Reflecting on 25 years of password security and the future of security technology
When I helped create the password hashing algorithm bcrypt in 1997, I didn’t expect that today—more than 25 years later—it would remain an effective, reliable, and widely-adopted choice for hashing passwords. In fact, I’m surprised that we still rely so heavily on passwords today. The reasons for bcrypt’s continued relevance provide interesting insights about password security and may inform how we think about the future of security in general.
Why bcrypt has a lasting impact
We designed bcrypt to keep pace with advances in computing power, which is the primary reason for its continued relevance. Its influence stimulated the development of new algorithms and research to protect against password cracking techniques. Its concept of adaptive work factors has been adopted and expanded upon by newer algorithms that incorporate advanced features such as memory-hardness and adjustable parallelism, to make an algorithm more secure against specialized hardware and increasingly powerful parallel computation devices, e.g., incredibly powerful GPUs.
Beyond our intentional algorithm design, bcrypt’s endurance can be attributed to several other factors as well. Its wide availability in open-source implementations has facilitated widespread adoption and due to its advanced age, it is also considered to be a safe choice by having passed the test of time. Bcrypt’s weakness, i.e., just scaling in CPU cost, still makes it an attractive choice for large Internet services because newer algorithms, while more resilient, often have higher overall resource cost as they also scale in other dimensions, i.e., memory consumption, and are therefore more expensive and need more dedicated work to be efficient at scale.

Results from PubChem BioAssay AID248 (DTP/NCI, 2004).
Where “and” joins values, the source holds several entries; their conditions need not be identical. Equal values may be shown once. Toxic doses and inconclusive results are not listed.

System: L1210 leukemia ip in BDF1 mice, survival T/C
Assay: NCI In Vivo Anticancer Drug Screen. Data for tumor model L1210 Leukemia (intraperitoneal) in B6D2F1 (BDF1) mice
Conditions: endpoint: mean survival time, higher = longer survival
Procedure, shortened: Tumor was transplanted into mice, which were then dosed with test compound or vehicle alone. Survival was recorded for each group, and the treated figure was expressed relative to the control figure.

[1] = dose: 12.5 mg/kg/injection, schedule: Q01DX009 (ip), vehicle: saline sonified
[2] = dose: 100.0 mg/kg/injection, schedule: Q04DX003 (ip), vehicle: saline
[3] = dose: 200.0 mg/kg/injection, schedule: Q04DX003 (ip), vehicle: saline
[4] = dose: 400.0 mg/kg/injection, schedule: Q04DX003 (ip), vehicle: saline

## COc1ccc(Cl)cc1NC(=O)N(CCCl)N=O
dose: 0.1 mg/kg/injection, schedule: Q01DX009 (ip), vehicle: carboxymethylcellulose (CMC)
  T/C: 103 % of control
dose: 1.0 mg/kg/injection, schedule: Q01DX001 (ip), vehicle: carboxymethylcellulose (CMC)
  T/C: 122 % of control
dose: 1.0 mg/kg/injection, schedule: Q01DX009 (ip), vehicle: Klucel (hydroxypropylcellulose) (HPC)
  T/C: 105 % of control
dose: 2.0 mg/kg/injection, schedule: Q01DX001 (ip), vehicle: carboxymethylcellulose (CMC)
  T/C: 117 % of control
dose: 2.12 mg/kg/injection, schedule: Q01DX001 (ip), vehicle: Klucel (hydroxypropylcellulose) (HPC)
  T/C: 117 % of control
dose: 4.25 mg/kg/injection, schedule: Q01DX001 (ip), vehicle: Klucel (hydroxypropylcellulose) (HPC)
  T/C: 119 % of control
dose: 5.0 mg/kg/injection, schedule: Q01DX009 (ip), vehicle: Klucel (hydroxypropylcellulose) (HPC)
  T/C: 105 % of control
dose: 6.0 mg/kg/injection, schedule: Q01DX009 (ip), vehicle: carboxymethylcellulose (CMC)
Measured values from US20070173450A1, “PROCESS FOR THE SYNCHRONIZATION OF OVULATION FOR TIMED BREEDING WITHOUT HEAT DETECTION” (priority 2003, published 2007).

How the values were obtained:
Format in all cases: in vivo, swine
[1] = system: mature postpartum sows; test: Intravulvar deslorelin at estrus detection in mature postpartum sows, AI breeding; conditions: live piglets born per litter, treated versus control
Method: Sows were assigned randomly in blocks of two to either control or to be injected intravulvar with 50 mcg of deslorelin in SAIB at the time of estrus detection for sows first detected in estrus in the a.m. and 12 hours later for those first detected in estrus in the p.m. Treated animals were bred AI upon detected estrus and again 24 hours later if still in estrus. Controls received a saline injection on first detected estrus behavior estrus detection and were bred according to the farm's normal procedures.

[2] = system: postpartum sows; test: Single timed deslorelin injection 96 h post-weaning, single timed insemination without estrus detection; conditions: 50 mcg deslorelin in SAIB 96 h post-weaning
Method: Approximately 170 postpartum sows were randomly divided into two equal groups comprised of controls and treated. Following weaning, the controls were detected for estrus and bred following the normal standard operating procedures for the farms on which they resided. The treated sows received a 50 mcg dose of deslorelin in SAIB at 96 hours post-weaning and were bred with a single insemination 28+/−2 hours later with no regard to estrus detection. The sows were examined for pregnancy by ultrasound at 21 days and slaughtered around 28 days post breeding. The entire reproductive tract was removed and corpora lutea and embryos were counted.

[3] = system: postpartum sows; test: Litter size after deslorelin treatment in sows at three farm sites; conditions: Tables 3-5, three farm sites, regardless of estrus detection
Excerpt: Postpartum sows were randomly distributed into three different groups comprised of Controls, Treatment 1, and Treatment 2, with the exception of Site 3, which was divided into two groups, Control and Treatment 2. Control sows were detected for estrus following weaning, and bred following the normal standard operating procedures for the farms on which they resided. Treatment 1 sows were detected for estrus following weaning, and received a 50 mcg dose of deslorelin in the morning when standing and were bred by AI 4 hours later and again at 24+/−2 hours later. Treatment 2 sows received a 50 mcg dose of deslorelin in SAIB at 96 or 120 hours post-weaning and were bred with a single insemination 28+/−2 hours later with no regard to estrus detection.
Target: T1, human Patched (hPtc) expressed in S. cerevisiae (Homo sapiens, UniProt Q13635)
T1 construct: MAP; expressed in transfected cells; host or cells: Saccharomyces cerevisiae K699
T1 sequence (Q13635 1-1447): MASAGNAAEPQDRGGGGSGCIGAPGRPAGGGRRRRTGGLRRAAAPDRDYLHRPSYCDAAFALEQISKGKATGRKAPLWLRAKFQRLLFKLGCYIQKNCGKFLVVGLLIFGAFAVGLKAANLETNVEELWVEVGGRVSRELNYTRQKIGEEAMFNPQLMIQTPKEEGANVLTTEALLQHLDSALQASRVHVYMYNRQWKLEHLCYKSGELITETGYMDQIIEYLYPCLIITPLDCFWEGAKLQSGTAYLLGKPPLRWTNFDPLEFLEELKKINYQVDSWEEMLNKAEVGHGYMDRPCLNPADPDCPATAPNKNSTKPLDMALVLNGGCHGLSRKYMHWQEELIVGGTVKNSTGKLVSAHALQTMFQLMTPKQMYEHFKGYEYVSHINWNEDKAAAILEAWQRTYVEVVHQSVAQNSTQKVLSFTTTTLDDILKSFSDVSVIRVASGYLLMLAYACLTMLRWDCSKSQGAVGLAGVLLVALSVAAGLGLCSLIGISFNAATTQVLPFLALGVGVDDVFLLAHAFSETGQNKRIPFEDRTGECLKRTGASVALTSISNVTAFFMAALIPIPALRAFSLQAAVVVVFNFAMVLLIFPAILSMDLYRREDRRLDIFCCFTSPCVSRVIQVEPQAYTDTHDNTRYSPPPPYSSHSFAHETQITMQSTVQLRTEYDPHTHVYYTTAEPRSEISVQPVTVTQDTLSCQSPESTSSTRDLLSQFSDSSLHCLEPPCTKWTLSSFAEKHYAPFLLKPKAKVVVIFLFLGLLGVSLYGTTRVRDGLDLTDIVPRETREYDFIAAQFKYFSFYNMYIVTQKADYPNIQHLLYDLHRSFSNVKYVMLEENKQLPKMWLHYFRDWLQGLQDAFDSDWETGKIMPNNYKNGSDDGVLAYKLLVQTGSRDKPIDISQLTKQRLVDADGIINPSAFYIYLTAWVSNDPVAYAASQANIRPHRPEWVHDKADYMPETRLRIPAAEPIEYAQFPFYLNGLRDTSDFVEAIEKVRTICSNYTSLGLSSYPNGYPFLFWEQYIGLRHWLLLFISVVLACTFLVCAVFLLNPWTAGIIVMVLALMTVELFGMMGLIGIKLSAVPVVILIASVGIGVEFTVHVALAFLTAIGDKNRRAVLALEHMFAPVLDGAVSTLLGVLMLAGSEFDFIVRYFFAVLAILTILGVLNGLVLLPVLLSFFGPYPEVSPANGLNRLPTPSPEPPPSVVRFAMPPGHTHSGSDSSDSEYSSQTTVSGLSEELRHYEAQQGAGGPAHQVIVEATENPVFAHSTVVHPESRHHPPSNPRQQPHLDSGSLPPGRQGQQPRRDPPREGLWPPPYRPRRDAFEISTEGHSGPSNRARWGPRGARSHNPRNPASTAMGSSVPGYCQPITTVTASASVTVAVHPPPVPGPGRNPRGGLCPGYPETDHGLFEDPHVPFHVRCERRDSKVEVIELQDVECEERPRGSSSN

Over the years, we have learned that passwords alone are not sufficient to ensure that only authorized people access computer systems and data.
Over the years, we have learned that passwords alone are not sufficient to ensure that only authorized people access computer systems and data. Instead, we have come to understand that the human is often the weakest link and technologies such as 2FA are required to protect organizations from their employees being phished or reusing their passwords. Humans making innocent mistakes or rogue insiders trying to intentionally violate security are a pressing problem for most organizations. An effective response often requires that companies employ security measures that are comprehensive and capable of protecting against both external and internal threats.
What’s next for passwords and security?
As the adoption of cloud services continues to increase, most critical data is stored and processed remotely, and passwords surprisingly remain an integral part of our digital lives. Their ease of deployment, creation, and revocability make them a convenient choice even today.